One of the reasons I moved from California to Washington, D.C., a year ago to photograph politics in the Donald Trump era was a curiosity about what happens outside of the frame of the television screen, such as the interactions between the staffers and the senators, and the senators with each other. I’m an independent photographer, credentialed to cover the members and halls of government, and like many others here I’m constantly in search of unique moments and scenes that convey the reality, and the gravity of it. Sometimes a photographic situation that I may like is not quite the “newsiest” of the day, but on Sept. 28 those two dynamics merged.
The day after sharply contrasting testimonies under oath from Christine Blasey Ford and Brett Kavanaugh regarding her sexual assault allegation, there was a sense of seriousness on Capitol Hill. With Trump’s seal of support for his already-controversial nominee that evening, the expectation on Friday was that the Senate Judiciary Committee would narrowly vote along party lines to advance Kavanaugh’s nomination to the full Senate. So while the committee’s hearing in the Dirksen Senate Office Building had tremendous weight, the outcome seemed certain.
The hearing went on all morning. I photographed the first 45 minutes or so, then left to edit and file my pictures and see what other photo opportunities there might be around the Hill. When I heard the vote would happen at 1:30 p.m., I dashed over to the Supreme Court building, a couple blocks away, to briefly photograph a protest before heading back to the hearing.
Just before I returned, I heard on a television that something was happening with Arizona Republican Sen. Jeff Flake, who earlier had announced his intention to support Kavanaugh. I was unaware of the significance and the impact of a videotaped confrontation at an elevator between Flake and two women who said they were sexual assault survivors.
Around 1 p.m., when I walked in, the pack of photographers appeared larger than it was in the morning. The room is much more intimate than where the original Kavanaugh hearings took place. Photographers are allowed to move around a bit, but if you’re sitting in front of the senators you can’t stand up when the hearing officially begins, as you will block the network cameras. When it’s this tight, you essentially have to commit to a spot.
The mood was tense. Usually with these hearings, there is a sense that the decisions have already been made behind closed doors and that by the time the politicians appear, things have already been worked out. This felt palpably different. Senators and staffers were huddled in small groups, speaking in hushed tones. The Republicans sit on one side of the room and Democrats sit on the other. At one point all the Republicans, except for Flake, were seated. None of the Democrats were, either.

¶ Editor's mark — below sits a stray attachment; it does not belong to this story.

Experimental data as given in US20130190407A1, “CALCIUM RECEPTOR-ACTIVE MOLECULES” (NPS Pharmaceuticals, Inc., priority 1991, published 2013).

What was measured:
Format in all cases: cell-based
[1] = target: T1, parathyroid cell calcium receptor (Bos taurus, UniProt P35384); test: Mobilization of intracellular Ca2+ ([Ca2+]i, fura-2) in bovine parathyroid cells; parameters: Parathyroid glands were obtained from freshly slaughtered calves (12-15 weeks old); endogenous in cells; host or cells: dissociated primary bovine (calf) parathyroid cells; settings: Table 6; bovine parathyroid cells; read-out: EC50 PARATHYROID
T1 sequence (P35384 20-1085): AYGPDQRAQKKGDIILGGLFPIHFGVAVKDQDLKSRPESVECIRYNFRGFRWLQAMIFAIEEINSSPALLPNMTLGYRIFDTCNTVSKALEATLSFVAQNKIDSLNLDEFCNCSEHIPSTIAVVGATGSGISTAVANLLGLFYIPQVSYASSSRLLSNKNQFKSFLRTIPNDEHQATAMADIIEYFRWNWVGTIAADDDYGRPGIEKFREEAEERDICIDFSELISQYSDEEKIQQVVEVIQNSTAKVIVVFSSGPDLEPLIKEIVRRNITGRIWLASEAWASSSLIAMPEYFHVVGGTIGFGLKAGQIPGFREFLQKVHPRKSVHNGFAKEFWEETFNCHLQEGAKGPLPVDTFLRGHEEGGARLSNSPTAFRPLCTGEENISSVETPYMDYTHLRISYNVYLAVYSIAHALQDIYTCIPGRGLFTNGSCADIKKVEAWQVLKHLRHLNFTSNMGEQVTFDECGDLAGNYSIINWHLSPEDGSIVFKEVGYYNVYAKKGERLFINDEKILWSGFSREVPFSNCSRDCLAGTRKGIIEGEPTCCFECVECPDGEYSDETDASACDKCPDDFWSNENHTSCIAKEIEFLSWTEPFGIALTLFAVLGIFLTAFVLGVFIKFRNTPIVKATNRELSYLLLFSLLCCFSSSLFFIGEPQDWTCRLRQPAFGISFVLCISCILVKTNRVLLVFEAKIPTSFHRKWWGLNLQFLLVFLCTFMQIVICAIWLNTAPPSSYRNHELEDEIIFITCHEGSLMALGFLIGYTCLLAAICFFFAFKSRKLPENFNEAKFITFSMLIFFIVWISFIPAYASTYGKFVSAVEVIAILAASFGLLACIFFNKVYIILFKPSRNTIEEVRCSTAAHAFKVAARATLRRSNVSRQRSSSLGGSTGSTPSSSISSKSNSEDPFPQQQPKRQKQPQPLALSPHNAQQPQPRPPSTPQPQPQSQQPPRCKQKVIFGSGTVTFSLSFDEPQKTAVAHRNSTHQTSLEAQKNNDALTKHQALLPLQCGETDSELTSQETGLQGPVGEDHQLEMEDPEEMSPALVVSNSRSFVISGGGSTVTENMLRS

With his absence so apparent, I planted myself on the Republican side. I was just a few feet away from several Republican senators and they did not look pleased. I found it interesting, as they had been tense with the Democrats but maybe were now frustrated with one of their own.
Flake was one of the last people to walk in, and I was close enough to photograph him with a wide angle as he sat down. As the hearing began, it seemed most senators did not have a full understanding of what might play out.
After Flake spoke, and in a surprise reversal called for a limited FBI investigation before he felt the full Senate should vote, a few senators asked questions, a vote was taken to recommend Kavanaugh, then the chairman, Sen. Chuck Grassley, wrapped it up pretty quickly. My immediate thought was, “Flake is the most important person in the room right now. He’s just thrown a wrench into the Republicans’ process. How will the other senators react?”
I moved in front of his seat and wanted him fairly tight in the frame, but also aimed to capture what was happening around him. A few senators gathered around Flake as he looked in the direction of Sen. Lindsey Graham, who I heard say “we need to talk.” It was very fast. I have just a few frames of the moment, and each one is different. Then he got up, and with the pack of photographers, I followed him as he left the room.
I don’t remember looking at the back of the camera — known as “chimping” — right away. I felt pretty confident I had something decent, and just hoped it was in focus. I went back to our work room and began to edit. I saw that the elements of the picture — the body language and expressions — had come together in a way that conveyed the situation in a way I thought was true, and fortunately were graphically well-organized and sharp. On this historic day, following another historic day, that was as much as I could ask.
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